BioE Seminar: Skeletal Muscle Stem Cell Mediated Repair Through the Lens of an Engineer
Thursday, November 7, 2019
12:00 pm - 1:00 pm
Fitzpatrick Center Schiciano Auditorium Side B, room 1466
Penney Gilbert, Ph.D., Associate Professor, Department of Biochemistry, University of Toronto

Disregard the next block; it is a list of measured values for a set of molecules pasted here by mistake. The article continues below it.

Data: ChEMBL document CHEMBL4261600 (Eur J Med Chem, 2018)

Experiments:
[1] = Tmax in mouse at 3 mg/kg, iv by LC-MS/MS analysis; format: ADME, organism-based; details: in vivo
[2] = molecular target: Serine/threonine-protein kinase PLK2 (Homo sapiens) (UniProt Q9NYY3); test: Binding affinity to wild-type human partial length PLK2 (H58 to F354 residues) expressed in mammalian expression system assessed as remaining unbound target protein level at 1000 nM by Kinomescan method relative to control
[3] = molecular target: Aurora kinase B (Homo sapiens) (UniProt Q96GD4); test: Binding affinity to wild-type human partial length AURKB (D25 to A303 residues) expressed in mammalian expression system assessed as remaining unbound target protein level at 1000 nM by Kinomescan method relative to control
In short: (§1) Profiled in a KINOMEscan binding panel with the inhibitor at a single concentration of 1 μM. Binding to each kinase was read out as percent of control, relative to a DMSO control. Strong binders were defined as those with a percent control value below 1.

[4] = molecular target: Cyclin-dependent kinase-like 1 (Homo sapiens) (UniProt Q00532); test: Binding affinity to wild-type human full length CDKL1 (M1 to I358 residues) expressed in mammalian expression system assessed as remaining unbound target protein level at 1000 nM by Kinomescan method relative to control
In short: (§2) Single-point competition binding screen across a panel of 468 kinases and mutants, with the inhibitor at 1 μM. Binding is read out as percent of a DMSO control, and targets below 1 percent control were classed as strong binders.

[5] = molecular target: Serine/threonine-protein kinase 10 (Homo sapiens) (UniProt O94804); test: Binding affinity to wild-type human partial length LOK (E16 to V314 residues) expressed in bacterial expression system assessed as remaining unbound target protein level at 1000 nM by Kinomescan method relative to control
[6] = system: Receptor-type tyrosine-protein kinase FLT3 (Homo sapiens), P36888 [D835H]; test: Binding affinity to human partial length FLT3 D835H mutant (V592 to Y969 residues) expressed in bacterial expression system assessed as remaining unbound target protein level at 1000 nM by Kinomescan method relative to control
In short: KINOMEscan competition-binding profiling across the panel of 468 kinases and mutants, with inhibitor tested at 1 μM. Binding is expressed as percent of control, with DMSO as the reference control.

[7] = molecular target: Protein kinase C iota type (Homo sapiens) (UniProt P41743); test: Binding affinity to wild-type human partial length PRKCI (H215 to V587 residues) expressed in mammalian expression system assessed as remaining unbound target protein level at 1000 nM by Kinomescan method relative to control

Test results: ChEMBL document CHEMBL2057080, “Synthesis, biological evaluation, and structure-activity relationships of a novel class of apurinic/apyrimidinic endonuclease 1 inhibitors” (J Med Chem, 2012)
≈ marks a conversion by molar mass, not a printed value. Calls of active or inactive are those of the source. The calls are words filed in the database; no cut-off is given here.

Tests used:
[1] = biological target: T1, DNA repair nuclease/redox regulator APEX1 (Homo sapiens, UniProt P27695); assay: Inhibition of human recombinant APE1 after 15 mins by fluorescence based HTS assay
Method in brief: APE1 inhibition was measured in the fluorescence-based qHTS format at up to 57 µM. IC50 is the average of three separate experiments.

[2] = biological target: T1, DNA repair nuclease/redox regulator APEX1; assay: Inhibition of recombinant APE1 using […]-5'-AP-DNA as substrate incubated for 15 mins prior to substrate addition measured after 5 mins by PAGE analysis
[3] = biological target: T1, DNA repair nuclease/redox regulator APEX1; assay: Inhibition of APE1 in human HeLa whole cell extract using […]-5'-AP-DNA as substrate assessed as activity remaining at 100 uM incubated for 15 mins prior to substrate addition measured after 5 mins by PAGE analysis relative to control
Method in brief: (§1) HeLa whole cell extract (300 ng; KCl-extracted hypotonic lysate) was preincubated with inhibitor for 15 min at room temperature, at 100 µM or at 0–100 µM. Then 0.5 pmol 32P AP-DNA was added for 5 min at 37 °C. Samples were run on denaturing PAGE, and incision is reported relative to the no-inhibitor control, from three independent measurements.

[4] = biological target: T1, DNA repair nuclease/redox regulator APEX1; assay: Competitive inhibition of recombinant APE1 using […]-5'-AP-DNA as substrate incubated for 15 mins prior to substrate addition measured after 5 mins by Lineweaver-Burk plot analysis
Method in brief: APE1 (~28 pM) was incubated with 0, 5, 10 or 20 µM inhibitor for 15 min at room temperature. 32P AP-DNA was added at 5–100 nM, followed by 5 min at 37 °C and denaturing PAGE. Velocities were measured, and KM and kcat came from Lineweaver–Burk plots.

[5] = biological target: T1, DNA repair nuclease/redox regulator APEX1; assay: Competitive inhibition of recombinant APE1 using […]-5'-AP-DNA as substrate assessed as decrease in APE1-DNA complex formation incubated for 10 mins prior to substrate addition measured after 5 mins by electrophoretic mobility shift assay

Abstract: The Gilbert Laboratory defines interactions between muscle stem cells and the dynamic extracellular milieu that serve to orchestrate the elegant process by which a muscle stem cell switches from a state of quiescence, to activation, and then to specification, and how this process becomes derailed in disease states and in aging. They put a specific emphasis on evaluating how biomechanical stresses, like compressive forces, shear stress, or extracellular matrix stiffness, synergize with niche proteins to drive stem cell behavior. The native stem cell niche is a three-dimensional (3D) entity. While conceptually it is accepted that dimensionality is a critical feature of tissues that defines the location and timing of cellular events, understanding how dimensionality exerts such a powerful influence on stem cell biology is not well understood. By quantifying in vivo biomechanical stresses presiding over the quiescent and regenerating adult skeletal muscle niche, and engineering new three-dimensional models of human skeletal muscle regeneration, they elucidate how the native three-dimensional tissue exerts spatiotemporal control over muscle stem cell fate. Their goal is to identify therapeutic interventions that boost skeletal muscle endogenous repair.